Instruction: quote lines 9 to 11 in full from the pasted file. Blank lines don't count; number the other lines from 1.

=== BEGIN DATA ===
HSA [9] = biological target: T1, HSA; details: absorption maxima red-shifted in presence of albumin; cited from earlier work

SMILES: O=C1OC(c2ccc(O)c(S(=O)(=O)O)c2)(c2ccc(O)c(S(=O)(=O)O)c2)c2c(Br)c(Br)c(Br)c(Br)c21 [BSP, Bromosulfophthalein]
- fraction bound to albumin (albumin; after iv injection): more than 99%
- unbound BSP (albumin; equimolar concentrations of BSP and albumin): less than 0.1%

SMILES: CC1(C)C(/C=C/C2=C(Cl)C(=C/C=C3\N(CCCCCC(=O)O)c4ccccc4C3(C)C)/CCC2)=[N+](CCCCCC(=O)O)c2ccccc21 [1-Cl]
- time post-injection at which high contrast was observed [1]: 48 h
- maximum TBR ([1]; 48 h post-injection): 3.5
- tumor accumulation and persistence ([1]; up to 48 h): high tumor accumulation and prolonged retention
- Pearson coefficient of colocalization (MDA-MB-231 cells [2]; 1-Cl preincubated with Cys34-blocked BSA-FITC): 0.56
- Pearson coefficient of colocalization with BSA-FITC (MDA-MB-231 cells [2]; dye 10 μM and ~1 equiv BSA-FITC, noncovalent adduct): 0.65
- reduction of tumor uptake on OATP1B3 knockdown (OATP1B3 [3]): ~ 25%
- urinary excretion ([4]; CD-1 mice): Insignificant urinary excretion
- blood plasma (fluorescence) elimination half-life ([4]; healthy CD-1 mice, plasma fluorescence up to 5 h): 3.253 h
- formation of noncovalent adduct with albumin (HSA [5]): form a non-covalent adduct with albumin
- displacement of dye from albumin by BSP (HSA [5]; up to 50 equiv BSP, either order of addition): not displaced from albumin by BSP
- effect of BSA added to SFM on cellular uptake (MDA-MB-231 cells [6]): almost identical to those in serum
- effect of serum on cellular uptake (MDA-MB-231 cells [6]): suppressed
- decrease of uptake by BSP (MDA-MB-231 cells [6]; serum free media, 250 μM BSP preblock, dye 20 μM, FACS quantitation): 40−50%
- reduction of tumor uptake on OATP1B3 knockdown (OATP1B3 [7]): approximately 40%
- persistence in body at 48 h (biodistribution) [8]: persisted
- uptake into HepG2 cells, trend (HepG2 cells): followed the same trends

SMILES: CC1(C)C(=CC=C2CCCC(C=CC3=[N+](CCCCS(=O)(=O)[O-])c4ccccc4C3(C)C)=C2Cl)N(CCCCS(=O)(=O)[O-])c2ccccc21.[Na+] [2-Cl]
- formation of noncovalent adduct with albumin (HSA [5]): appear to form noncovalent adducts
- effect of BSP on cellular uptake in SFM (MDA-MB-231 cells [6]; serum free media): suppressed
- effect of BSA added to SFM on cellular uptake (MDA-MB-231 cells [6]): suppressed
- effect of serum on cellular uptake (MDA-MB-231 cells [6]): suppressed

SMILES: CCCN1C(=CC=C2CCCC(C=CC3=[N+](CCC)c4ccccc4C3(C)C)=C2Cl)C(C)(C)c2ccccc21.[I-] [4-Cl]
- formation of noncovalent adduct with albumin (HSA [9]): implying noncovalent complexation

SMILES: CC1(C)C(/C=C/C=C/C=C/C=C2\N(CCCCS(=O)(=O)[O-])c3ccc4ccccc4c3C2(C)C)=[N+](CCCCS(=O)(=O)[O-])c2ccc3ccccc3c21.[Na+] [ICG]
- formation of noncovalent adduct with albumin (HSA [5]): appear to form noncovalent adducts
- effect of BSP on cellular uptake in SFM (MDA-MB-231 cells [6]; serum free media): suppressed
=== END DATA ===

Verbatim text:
- Pearson coefficient of colocalization (MDA-MB-231 cells [2]; 1-Cl preincubated with Cys34-blocked BSA-FITC): 0.56
- Pearson coefficient of colocalization with BSA-FITC (MDA-MB-231 cells [2]; dye 10 μM and ~1 equiv BSA-FITC, noncovalent adduct): 0.65
- reduction of tumor uptake on OATP1B3 knockdown (OATP1B3 [3]): ~ 25%